The eeriness of the atmosphere, which is heightened by the historic corking devices in a nearby room that resemble torture instruments, put my guide on the wine tour into a reflective mood. He mused that "two bottles can be like brothers. They can start out the same, with the same parents, but they develop differently. Sometimes an old bottle will improve with age; sometimes it's undrinkable."

There's something about wine-tasting – and it's not just the alcohol – that brings out one's inner bar-room philosopher/poet. This only seems to be enhanced by the brooding, haunting quality that underlies this region, with its winding, deserted roads and sombre architecture set against the backdrop of the rocky Cantabria mountain range.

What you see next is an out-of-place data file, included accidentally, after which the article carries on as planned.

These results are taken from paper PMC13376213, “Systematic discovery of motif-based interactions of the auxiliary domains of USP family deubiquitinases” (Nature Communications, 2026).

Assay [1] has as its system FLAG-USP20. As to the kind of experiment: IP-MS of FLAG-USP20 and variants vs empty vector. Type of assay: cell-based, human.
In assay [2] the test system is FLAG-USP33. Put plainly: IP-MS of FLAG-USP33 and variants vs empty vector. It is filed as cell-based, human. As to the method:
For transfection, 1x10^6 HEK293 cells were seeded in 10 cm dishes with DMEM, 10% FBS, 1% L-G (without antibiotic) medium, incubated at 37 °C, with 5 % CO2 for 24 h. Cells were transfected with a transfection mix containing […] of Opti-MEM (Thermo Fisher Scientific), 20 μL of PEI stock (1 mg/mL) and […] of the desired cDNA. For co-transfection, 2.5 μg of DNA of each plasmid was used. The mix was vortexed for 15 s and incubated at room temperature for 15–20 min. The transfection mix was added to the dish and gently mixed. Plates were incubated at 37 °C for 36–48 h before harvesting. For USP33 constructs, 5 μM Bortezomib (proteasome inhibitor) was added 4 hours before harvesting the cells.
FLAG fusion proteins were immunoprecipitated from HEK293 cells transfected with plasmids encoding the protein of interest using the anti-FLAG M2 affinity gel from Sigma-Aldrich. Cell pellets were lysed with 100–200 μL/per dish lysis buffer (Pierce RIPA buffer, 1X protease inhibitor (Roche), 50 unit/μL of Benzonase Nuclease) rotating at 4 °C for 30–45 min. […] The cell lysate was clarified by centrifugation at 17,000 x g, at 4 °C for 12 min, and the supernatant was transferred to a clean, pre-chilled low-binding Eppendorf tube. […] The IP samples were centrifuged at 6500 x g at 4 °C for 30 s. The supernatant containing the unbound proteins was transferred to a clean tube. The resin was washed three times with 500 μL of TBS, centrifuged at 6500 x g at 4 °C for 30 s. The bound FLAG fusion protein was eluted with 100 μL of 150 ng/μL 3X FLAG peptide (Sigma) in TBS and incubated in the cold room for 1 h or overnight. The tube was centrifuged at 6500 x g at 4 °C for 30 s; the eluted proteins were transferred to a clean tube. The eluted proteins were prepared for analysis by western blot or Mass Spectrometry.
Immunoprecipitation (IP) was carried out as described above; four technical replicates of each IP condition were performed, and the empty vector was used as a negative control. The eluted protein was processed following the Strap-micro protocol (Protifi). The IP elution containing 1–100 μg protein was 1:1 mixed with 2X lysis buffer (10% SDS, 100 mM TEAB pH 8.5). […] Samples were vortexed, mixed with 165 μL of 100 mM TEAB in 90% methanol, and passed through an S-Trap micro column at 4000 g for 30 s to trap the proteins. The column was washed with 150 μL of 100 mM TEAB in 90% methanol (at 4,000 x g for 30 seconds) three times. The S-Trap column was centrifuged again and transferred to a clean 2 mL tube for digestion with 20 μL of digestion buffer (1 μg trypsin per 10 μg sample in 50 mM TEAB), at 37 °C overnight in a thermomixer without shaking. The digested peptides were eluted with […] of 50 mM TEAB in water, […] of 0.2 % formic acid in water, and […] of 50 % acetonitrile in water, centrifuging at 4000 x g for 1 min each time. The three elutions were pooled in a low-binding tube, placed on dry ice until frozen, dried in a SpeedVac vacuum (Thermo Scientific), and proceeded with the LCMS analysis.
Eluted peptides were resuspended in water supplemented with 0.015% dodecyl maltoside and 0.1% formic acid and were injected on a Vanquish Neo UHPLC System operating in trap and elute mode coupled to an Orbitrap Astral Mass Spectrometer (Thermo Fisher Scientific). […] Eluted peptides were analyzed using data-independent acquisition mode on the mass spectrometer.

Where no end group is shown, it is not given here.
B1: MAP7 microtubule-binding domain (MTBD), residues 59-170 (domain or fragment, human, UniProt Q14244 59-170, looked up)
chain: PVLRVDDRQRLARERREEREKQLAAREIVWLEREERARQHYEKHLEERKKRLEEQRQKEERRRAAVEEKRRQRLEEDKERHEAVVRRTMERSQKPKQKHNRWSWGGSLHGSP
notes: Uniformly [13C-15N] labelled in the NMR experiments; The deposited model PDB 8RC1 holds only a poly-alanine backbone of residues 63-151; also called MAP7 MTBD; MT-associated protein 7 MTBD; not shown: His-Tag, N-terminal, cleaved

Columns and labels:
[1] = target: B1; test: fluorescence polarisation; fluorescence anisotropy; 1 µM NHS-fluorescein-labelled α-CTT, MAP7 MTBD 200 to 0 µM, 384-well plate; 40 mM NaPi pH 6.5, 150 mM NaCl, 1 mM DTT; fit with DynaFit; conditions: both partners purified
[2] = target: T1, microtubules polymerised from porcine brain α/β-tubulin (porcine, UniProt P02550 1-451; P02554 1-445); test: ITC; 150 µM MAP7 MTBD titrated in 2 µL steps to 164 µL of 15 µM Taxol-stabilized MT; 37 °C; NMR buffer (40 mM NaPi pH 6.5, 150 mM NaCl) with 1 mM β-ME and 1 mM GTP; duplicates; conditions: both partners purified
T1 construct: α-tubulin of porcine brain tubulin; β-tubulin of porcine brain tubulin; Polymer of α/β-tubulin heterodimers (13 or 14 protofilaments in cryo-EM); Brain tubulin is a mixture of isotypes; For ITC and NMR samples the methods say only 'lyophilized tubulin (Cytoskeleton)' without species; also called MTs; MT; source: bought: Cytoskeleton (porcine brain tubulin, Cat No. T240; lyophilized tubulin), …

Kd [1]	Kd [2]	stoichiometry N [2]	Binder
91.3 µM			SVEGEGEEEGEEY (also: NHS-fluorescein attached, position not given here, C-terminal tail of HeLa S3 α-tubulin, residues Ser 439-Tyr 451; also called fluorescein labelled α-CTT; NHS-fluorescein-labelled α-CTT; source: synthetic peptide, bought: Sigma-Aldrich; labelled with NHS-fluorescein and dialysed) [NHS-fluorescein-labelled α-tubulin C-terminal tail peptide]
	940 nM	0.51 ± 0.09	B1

My final tasting came at the floridly named El Fabulista, found in the medieval walled town of Laguardia, where cars are banned to protect the network of underground cellars. These tunnels were originally used as places of sanctuary and for food storage, but gradually came to be used to store wine. At El Fabulista, the tasting took place in a low-ceilinged, dark tunnel seven metres underground. Claustrophobes might want to give it a miss, despite the lure of trying wine using traditionally trodden grapes.

Rioja may be famous for its wine, but the food in the region is just as good, and the comparison between traditional and modern just as apparent. At the Bodegas Baigorri I tried a tasting menu of aromatic truffle pâté, Riojan bean casserole, and Carrilera pork slow-cooked in Baigorri carbonic maceration red wine. Meanwhile, the food at the Hotel Viura is a modern take on traditional Riojan and Basque cuisine. On the first night, seated by the bar, I had an array of "haute" pintxos, including crab ravioli, cod and cheese-and-ham croquettes and serrano ham.